Eminem made a surprise performance on the Academy Awards Sunday night, coming out for a rousing rendition of “Lose Yourself,” his Oscar-winning hit from the 2002 film “8 Mile.” His appearance immediately followed a montage celebrating the sound editing/mixing award, which wound down with footage from “8 Mile” and concluded with Burt Reynolds in “Deliverance,” saying the famous line, “Sometimes you have to lose yourself before you can find anything.”
His appearance was a tightly kept secret: Sources say the Dolby Theater was put on lockdown during rehearsals (which must have been extensive, as he was accompanied by a large band and a string section), and that if the news of his appearance leaked to the media, he had the option to cancel.
The reaction of the crowd was impressively ecstatic — the song is nearly 20 years old, after all, and several of the evening’s stars who sang along probably remember it from their teens — with everyone from Brad Pitt and Leonardo DiCaprio to Billie Eilish and Anthony Ramos standing and applauding at the end. (Martin Scorsese, however, appeared unimpressed.)
Interestingly, the performance was something of a do-over: While some accounts say Eminem refused to perform a censored version of the song at the 2003 Oscars, as requested by show producers, other sources say it didn’t feel right for him at the time, and he didn’t think he would win. He did not even attend the 2003 show: Rather surreally, the award was presented to Eminem and co-writers Jeff Bass and Luis Resto by Barbra Streisand, although only Resto was present at the ceremony and accepted the award. Either way, the issue was sidestepped on Sunday night’s show, 17 years later, by bleeping him three times.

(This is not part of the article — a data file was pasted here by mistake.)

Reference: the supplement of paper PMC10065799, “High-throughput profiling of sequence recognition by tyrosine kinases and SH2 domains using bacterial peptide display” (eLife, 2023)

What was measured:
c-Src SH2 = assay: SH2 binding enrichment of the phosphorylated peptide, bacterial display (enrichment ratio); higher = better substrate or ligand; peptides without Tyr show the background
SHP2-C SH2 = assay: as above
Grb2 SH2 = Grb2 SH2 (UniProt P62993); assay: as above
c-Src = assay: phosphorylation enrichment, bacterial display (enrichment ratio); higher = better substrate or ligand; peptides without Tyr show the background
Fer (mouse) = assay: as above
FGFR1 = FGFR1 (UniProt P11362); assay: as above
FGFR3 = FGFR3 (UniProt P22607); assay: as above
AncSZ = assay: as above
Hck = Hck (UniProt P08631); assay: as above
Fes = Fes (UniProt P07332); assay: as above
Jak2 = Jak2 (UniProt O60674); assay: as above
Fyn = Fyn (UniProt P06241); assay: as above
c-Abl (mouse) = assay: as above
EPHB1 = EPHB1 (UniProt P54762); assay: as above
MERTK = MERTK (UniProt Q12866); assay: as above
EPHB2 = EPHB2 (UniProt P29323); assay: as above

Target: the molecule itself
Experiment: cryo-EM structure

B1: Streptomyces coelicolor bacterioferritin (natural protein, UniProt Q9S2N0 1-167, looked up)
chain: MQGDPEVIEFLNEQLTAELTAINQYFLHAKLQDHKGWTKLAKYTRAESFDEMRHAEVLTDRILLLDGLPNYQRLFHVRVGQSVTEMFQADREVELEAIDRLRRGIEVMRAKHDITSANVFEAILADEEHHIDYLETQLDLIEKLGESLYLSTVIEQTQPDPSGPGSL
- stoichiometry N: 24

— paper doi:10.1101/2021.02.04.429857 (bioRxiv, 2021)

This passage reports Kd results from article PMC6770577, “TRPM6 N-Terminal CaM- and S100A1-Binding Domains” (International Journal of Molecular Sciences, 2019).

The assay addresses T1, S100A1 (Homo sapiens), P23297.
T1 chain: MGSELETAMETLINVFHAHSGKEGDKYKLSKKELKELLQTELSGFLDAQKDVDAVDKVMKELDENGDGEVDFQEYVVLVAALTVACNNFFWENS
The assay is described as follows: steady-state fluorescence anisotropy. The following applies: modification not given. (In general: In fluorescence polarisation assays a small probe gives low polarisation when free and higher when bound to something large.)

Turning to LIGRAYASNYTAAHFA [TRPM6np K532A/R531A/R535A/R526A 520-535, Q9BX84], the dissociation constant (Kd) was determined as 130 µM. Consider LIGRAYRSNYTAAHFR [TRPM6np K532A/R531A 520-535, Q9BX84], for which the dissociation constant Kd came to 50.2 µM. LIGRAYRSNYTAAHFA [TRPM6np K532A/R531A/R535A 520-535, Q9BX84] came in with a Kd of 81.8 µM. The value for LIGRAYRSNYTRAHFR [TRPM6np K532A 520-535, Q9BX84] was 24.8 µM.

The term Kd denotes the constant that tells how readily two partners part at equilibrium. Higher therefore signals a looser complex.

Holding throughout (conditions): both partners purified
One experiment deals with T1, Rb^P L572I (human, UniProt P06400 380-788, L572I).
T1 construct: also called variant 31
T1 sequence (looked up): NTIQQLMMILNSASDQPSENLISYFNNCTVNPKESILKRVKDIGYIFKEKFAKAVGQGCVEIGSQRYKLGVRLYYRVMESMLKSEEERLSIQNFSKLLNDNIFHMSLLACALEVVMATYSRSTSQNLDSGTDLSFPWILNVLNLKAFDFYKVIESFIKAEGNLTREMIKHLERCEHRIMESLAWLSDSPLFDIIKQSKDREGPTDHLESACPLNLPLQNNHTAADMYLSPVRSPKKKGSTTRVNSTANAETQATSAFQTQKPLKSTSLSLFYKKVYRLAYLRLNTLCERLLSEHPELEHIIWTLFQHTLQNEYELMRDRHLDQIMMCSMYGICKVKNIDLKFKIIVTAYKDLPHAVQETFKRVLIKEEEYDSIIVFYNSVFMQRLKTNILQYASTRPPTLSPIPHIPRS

Eminem addressed the issue on Twitter moments after his performance.
Eminem (aka Marshall Mathers) has made a habit out of surprises in recent years: His last two albums, last month’s “Music to Be Murdered By” and 2018’s “Kamikaze,” were both surprise releases, and in 2017 he lambasted President Donald Trump in a prerecorded freestyle called “The Storm” that aired during the BET Awards.
In perhaps the biggest (albeit unintended) surprise, a different Eminem anti-Trump song — “Framed,” from his 2017 album “Revival” — was confrontational enough to get him interviewed by the Secret Service in January 2018. In the most entertaining segment of the official report, which was obtained under the Freedom of Information Act, when agents began reading lyrics to the rapper, “Mathers was familiar the song and began rap along with the interviewers as the verse was read.”
The interview concluded peacefully and was discussed two days later at an agency meeting, where “it was determined that this case will be NON-REFERRED” to a prosecutor — meaning the agents decided Eminem did not seem to pose a plausible threat to the president or his family.
The visit was spurred by a call from a “concerned citizen” — who, fittingly enough, turned out to be an unnamed TMZ reporter — that called the agency on Dec. 15, 2017 — the day “Revival” was released — to point out that the album includes a “new song called ‘Framed’ with an inappropriate comment towards President Donald Trump and a threatening comment towards Ivanka Trump.”